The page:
The body is a machine that requires fuel to function efficiently. How you fuel your body will greatly influence your energy level, weight, immune function, emotions and overall health. Daily recommended nutritional intake varies greatly with each individual, but certain guidelines, such as those set by the U.S. Department of Health and Human Services, can help you meet your body's daily nutritional needs and promote long-lasting health,
MyPyramid.gov, a program initiated by the U.S. Department of Agriculture, researches human nutrition and produces a pyramid of five food groups the body needs each day for overall health. Current food groups include grains, vegetables, fruits, milk, and meats and beans. MyPyramid.gov recommends obtaining daily servings of 6 oz., 2.5 cups, 2 cups, 3 cups and 5.5 cups of each, respectively. The website offers additional help in figuring out these portions. For example, 1 oz. of a grain would be equal to half of an average English muffin or a half-cup of cooked rice.
Daily caloric intake depends on your basal metabolic rate, or the energy your body requires to function at rest. Basal metabolic rate is determined by your sex, age, weight, activity level and genetics. The U.S. Food and Drug Administration bases nutrition labels on a 2,000 calorie-per-day diet, but your needs may be different. A typical, healthy adult needs between 1,800 and 2,200 calories each day. Sedentary people may need less, but diets of less than 1,500 calories per day are rarely adequate.
Protein is one of the three macronutrients and is required in large amounts through food. Protein comprises about 20 percent the weight of the body's major organs and 10 percent that of the brain, and is considered the building block of the body's cells. Protein is responsible for tissue growth and repair, and you should consume about .8 g of protein per 1 kg. of body weight. Highly active people may need more, sometimes up to 1.5 to 2 g per 1 kg. of body weight. Protein is found primarily in the meat and beans group.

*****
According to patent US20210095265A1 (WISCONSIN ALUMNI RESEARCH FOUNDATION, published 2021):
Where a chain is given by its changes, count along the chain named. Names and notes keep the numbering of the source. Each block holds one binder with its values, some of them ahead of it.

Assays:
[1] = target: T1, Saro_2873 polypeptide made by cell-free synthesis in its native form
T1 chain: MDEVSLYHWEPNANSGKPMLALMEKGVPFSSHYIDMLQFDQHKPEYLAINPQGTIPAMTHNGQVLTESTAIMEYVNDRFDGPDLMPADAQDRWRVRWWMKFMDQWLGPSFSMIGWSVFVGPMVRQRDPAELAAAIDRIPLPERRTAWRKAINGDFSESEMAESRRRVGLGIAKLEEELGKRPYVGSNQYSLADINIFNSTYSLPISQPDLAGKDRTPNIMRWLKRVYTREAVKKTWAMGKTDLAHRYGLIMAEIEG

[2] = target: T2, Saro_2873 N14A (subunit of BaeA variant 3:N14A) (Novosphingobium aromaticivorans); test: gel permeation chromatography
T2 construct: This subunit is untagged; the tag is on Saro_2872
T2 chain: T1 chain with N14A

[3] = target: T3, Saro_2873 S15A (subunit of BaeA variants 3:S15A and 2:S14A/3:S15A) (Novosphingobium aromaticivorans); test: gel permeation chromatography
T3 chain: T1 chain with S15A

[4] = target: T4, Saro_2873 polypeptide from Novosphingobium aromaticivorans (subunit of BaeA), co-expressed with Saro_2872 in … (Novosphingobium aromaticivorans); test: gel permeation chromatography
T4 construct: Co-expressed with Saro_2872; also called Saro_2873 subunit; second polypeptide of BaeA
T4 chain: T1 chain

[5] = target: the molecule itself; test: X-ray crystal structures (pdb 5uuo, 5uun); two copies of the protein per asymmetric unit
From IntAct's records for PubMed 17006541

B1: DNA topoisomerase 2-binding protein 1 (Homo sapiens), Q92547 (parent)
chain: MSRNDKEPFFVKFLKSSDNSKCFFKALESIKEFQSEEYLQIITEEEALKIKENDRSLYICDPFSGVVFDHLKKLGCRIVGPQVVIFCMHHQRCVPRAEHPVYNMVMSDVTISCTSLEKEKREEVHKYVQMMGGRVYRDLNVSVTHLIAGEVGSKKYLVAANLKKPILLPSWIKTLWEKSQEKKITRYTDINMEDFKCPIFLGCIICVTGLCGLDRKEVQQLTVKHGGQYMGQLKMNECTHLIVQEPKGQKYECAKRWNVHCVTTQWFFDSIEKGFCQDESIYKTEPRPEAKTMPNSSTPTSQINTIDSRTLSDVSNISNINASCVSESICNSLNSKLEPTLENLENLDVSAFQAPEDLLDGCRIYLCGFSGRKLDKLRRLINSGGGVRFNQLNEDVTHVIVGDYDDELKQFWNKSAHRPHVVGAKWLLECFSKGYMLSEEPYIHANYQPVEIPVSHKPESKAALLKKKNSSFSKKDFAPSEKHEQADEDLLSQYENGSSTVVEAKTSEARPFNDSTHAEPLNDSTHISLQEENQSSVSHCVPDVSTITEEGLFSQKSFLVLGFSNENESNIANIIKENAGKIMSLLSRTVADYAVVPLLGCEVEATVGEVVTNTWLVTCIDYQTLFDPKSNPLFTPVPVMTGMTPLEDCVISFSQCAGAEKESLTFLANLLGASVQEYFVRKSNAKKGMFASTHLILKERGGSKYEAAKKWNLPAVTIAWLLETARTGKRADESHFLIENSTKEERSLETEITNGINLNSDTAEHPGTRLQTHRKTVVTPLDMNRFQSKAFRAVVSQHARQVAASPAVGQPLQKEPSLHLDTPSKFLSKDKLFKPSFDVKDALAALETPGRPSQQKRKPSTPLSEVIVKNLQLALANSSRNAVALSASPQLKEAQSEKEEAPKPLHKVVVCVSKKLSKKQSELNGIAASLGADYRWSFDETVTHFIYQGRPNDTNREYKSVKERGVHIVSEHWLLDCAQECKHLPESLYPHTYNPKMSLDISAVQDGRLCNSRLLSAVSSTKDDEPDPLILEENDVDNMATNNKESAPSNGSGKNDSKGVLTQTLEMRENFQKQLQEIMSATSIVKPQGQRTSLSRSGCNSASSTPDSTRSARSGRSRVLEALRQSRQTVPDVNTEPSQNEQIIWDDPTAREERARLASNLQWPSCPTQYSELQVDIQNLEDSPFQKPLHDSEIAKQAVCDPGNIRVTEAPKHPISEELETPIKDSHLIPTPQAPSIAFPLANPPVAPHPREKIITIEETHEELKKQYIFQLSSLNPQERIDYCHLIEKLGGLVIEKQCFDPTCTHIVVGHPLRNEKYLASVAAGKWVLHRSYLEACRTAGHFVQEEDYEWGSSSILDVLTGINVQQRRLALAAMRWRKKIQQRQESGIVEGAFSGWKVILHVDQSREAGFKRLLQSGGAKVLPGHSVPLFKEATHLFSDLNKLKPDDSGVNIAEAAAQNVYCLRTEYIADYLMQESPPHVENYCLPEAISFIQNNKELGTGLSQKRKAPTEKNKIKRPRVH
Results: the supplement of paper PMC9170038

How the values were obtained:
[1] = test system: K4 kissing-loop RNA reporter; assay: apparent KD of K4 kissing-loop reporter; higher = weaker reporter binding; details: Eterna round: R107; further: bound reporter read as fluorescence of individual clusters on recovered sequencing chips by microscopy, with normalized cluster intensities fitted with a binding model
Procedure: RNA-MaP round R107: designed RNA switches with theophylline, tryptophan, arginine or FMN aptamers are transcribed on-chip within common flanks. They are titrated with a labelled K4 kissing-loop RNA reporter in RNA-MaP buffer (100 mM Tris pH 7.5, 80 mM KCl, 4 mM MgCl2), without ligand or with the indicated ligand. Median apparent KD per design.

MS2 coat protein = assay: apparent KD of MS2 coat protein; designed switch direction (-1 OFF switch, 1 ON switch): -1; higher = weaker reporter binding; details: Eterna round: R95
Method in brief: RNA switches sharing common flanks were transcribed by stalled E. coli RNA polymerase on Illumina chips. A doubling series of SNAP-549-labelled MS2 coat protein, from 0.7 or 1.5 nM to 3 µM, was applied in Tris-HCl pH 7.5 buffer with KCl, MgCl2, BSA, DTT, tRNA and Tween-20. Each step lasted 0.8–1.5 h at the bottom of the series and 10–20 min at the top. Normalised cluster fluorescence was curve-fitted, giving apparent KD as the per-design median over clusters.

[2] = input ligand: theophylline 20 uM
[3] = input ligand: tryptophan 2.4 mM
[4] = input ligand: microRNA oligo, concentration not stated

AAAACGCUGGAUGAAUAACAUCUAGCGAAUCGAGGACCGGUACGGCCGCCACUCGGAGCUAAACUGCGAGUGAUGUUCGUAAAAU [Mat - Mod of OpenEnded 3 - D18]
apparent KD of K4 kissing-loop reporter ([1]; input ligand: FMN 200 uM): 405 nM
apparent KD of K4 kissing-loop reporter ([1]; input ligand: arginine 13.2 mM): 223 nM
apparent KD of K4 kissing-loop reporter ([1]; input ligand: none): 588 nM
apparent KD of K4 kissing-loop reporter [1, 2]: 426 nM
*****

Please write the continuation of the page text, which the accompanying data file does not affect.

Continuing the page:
Another macronutrient, carbohydrate, is a molecule that quickly enters the bloodstream and provides the body with sustained energy. You need about 50 to 100 g of carbohydrates each day, and about 45 to 65 percent of your calories should come from carbohydrates. Adequate carbohydrate intake can be obtained by consuming the recommended daily servings of grains. Sugar, which is also a carbohydrate, should be consumed in moderation.
Fat is often seen in a negative light because of its association with cardiovascular disease, lethargy and unsightly appearance, but fat is a macronutrient and a key component of health. Fat helps protect the body's organs, transports vitamins and provides energy. About 20 to 35 percent of your total calories should come from fat, says MayoClinic.com. Fats from fish, nuts and vegetable oils are better for you than those from butter, shortening and lard.
Vitamins and Minerals
Vitamins and minerals are found in just about all foods, and you can obtain all the vitamins and minerals you need by consuming the recommended values for each of the five food groups. Vitamins and minerals play large roles in all of the body's cellular, metabolic and nervous system functions. However, these substances cannot be produced by the body and must be consumed through food. Pay special attention to eating plenty of fresh fruits and vegetables to meet your vitamin and mineral needs.
Water is a nutrient, and it plays a more important role in your overall health than any other substance. While you can live for about a month without food, you can only survive for about four days without water. Anywhere from 45 to 75 percent of the body is comprised of water. Thirst is not a good indicator of the need for water intake because the body has already reached a state of dehydration when this sensation occurs. A general rule of thumb is to consume eight 8-oz. glasses of water each day. You will need more if you exercise or perspire a lot.
- MayoClinic.com: Water: How Much Water Should You Drink Every Day?
- "Dietary Guidelines for Americans 2005"; U.S. Department of Health and Human Services; 2005
- "Essentials of Strength Training and Conditioning"; Thomas R. Baechle and Roger W. Earle; 2008